March 5, 2020

In PropertyGuru’s bi-annual Consumer Sentiment Study, Singaporeans are generally more positive about the property market. The Sentiment Index increased 5 points from 40 to 45, with a higher satisfaction level largely due to perceived government efforts (39 per cent) and current real estate climate (52 per cent).

Satisfied with government policies

In September 2019, the government announced various measures to make public housing more affordable and accessible for Singaporeans, such as the raising of income ceilings to S$14,000 and the newly consolidated Enhanced CPF Housing Grant (EHG) targeted to help first-timer families buying BTO flats.

The study found that younger Singaporeans, aged between 22 and 29, are most optimistic about future property prices. 70 per cent of Singaporeans are looking to buy a home in Singapore, most of which, have intentions to buy within the next two years. Future MRT lines (89 per cent) and government Master Plans (82 per cent) are also cited as key considerations for property purchase.

Dr. Tan Tee Khoon, Country Manager Singapore, PropertyGuru, said, “Amidst the current macroeconomic headwinds and ongoing COVID-19 situation, we do not expect property prices to significantly drop and we are confident that property prices will remain stable in 2020. Buyers, who are looking to purchase a property this year, should first and foremost consider their needs in their property search and be prudent in their buying decision – calculate their finances and have contingency plans to service mortgage loans in the event of unemployment or an emergency.”

One year post-cooling measures

2019 was also the anniversary of the cooling measures the government had introduced which includes Additional Buyer’s Stamp Duty (ABSD) rates and tightening loan-to-value (LTV) limits on residential property purchases. While more than half of Singaporeans think that ABSD is successful at stabilising the property market, 60 per cent of respondents also felt that it should be relaxed for citizens buying their second property. Singaporeans also want more leeway when it comes to borrowing for home loans. Just over a third of respondents felt that the ability to borrow 75 per cent of a property’s value is too low. Given 72 per cent of respondents believe that property prices will continue to increase over the next five years—one inference here, is that the desire for more home financing support will continue to be on the uptrend.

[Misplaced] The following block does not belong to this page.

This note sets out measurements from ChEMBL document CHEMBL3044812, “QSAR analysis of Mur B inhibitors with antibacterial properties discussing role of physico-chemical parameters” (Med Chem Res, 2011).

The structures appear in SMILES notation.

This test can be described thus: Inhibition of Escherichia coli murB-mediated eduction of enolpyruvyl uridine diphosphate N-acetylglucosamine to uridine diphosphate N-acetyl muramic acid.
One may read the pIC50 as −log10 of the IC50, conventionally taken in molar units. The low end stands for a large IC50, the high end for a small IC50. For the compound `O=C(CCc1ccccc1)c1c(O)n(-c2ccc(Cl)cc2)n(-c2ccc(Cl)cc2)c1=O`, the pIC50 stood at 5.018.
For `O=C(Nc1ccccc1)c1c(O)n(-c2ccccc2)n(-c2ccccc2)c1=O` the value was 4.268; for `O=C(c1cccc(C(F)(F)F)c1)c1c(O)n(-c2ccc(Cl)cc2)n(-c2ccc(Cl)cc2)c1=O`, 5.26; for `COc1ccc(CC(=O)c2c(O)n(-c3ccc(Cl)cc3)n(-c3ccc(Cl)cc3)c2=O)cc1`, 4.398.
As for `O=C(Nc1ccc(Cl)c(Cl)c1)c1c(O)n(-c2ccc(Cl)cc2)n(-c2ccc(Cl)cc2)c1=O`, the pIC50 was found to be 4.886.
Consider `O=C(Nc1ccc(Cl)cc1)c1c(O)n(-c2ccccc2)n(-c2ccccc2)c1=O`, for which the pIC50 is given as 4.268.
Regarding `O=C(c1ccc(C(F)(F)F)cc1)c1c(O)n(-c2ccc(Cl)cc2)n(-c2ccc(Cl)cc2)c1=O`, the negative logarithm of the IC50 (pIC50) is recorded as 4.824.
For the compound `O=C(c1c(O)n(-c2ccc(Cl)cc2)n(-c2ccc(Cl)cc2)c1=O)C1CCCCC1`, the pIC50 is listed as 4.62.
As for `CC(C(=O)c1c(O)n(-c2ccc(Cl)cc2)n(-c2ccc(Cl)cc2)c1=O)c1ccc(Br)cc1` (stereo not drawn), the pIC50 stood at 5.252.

Singaporeans top the region as super savers; home loan process is a challenge

Singaporeans take the lead in Southeast Asia as super savers with 70 percent of respondents indicating that they will start saving before looking for a home to buy. This comes as no surprise, as buying a house is one of the biggest life decisions most Singaporeans will ever make. On the other hand, the younger Singaporeans, who are still in the early stages of their lives, are more likely to start saving only after estimating the cost of the home they intend to buy.

When it comes to home loans, only 18 per cent of Singaporeans affirmed that they are very familiar with the process and almost half indicated ‘not being familiar with the paperwork’ as a key challenge they faced. A surprising 40 percent said they were not aware that they can re-finance their home loans. Singaporeans are also turning to online tools such as an Affordability Calculator for help with working out how much they can afford to buy when selecting a property, with more than half indicating that they have used a home loan calculator before.

Moving towards a more sustainable future in homes

Singaporeans are becoming increasingly aware of the impact of climate change, and more are open to eco-friendly features for the home. The study found that more than half of respondents are willing to pay more for an environmentally sustainable home. Both solar panels (73 percent) and a smart cooling system (68 percent) top the list of preferred types of sustainable features.